Henry and Emily Folger had a magnificent obsession. They spent a life of virtually indiscriminate acquisitiveness compiling the largest collection of Shakespeare manuscripts and associated arcana in the world—and then gave all that they had acquired to the American nation, wrapped in the handsome library, museum, and theater that bear their name on Capitol Hill in Washington.

When one looks at the ways in which latter-day tycoons direct their disposable income and extracurricular hours, the lives of Henry Clay Folger (1857-1930) and Emily Jordan Folger (1858-1936) offer a sweetly bizarre contrast. Though Henry rose to become president and then chairman of Socony, a division of Standard Oil, and was a self-taught expert in the booming oil business of his time, not a day passed that he and Emily weren’t buying Shakespeareana.

For four decades, the Folgers worked from office and home, without secretarial help, corresponding (by hand, for many years) with hundreds of booksellers, agents, brokers, and fellow collectors; scouring newspaper articles from clipping services; reading catalogs; and marking titles for further inspection. Henry carried an umbrella with a pencil in the handle to jot down acquisition ideas. To him, an auction catalog was “as fascinating as a novel.”

Though they could have afforded much more, the childless Folgers lived in unpretentious rented quarters for most of their lives, and then built a relatively modest house in Glen Cove, Long Island. (Neither was born to wealth, but Henry made a connection in college that made all the difference.) Apart from shopping sprees in Great Britain and regular retreats to Hot Springs, Virginia, the Folgers didn’t pamper themselves much. But they were monomaniacal about Shakespeare and anything he may have written, read, or touched, as well as anything that might have been written about him or his work, even plagiarism. I was imagining this as a kind of secular idolatry when, thanks to Stephen H. Grant, I learned there is a word for it: bardolatry.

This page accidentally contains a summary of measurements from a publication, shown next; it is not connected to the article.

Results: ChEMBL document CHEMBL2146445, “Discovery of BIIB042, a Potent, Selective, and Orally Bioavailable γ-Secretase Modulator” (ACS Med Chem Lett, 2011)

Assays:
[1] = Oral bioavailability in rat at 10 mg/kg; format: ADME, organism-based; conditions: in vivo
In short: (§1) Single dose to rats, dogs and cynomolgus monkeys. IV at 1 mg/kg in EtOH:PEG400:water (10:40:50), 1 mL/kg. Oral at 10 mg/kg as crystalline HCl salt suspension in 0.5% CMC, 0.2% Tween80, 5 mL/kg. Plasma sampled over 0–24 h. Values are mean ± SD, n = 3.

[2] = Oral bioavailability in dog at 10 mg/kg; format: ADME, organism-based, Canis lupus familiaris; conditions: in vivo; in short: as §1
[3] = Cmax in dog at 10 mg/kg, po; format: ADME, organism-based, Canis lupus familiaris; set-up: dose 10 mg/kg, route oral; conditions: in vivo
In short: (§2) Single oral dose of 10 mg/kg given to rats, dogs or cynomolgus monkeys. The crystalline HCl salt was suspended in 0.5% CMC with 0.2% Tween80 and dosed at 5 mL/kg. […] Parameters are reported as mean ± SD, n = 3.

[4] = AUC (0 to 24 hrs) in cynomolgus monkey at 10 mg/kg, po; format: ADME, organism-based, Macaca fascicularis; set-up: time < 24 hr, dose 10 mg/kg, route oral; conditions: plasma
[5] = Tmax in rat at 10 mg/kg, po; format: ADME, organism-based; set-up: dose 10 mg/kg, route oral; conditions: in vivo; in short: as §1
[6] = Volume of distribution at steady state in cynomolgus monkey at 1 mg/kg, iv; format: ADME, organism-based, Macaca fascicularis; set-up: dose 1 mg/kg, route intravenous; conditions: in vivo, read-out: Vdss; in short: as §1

“Collectors have difficulty observing limits,” writes Grant, with characteristic understatement. The original collection of the Folger Shakespeare Library, when it opened its doors to the public in 1932, was

a dazzling array of objects: books, manuscripts, essays, pamphlets, magazines, newspapers, playbills, prompt books, autograph letters, autographs, letters, diaries, journals, memoirs, commonplace books, scrapbooks, sheet music, phonograph records, maps, charts, public documents, prints, drawings, engravings, woodcuts, oil paintings, watercolors, mezzotints; furniture, building models, coins, weapons, armor, heraldic documents, tapestries, musical instruments, globes, costumes, scenic designs, stage properties, statues, busts, carvings, miniatures, medallions, figurines, relics, curios, works in stained glass, bronze, ivory, wood, china, ceramic, and marble.

The literary works were, of course, at the heart of the Folger enterprise. “Folger’s achievement is unique in the history of book collecting, in terms of both the rate and quantity of acquisition,” writes Grant. They amassed—really a better word than collected—nearly 10,000 volumes of the Bard’s works, including the largest collection of Shakespeare quartos and First Folios in the world. Before they started collecting, 18 First Folios were in American hands. “A half-century later, Folger had singlehandedly quadrupled that number,” Grant tells us.

Why such rapaciousness? At a point when he was admitting to owning only 47 First Folios, Henry Folger said that every copy “seems to have an excuse for its presence.” As Grant explains, “Seeing each of his copies as having a unique history and story, Folger did not consider them simply duplicates.”